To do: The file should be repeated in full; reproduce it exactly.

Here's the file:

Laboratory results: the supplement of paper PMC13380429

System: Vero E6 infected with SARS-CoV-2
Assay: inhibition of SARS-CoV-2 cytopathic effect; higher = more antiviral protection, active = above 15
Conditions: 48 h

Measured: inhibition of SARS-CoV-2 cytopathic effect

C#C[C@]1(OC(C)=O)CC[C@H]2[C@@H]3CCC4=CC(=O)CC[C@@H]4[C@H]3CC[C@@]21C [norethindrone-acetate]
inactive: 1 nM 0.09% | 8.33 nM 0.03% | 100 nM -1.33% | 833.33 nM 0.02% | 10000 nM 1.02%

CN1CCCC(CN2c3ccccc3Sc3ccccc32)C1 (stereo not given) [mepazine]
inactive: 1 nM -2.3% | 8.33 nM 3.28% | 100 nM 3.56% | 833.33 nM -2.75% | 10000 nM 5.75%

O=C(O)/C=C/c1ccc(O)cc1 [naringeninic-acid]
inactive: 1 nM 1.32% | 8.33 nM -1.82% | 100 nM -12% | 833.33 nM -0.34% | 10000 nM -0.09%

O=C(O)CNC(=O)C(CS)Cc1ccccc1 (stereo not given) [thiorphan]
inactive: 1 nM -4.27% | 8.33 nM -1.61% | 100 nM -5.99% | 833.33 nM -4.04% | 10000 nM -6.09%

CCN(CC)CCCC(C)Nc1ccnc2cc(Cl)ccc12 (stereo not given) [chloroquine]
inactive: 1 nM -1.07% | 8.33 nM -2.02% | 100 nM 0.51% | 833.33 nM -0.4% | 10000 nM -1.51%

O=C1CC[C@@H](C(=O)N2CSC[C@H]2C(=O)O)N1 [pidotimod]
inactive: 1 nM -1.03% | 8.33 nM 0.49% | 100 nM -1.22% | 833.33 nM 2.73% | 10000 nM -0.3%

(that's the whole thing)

Laboratory results: the supplement of paper PMC13380429

System: Vero E6 infected with SARS-CoV-2
Assay: inhibition of SARS-CoV-2 cytopathic effect; higher = more antiviral protection, active = above 15
Conditions: 48 h

Measured: inhibition of SARS-CoV-2 cytopathic effect

C#C[C@]1(OC(C)=O)CC[C@H]2[C@@H]3CCC4=CC(=O)CC[C@@H]4[C@H]3CC[C@@]21C [norethindrone-acetate]
inactive: 1 nM 0.09% | 8.33 nM 0.03% | 100 nM -1.33% | 833.33 nM 0.02% | 10000 nM 1.02%

CN1CCCC(CN2c3ccccc3Sc3ccccc32)C1 (stereo not given) [mepazine]
inactive: 1 nM -2.3% | 8.33 nM 3.28% | 100 nM 3.56% | 833.33 nM -2.75% | 10000 nM 5.75%

O=C(O)/C=C/c1ccc(O)cc1 [naringeninic-acid]
inactive: 1 nM 1.32% | 8.33 nM -1.82% | 100 nM -12% | 833.33 nM -0.34% | 10000 nM -0.09%

O=C(O)CNC(=O)C(CS)Cc1ccccc1 (stereo not given) [thiorphan]
inactive: 1 nM -4.27% | 8.33 nM -1.61% | 100 nM -5.99% | 833.33 nM -4.04% | 10000 nM -6.09%

CCN(CC)CCCC(C)Nc1ccnc2cc(Cl)ccc12 (stereo not given) [chloroquine]
inactive: 1 nM -1.07% | 8.33 nM -2.02% | 100 nM 0.51% | 833.33 nM -0.4% | 10000 nM -1.51%

O=C1CC[C@@H](C(=O)N2CSC[C@H]2C(=O)O)N1 [pidotimod]
inactive: 1 nM -1.03% | 8.33 nM 0.49% | 100 nM -1.22% | 833.33 nM 2.73% | 10000 nM -0.3%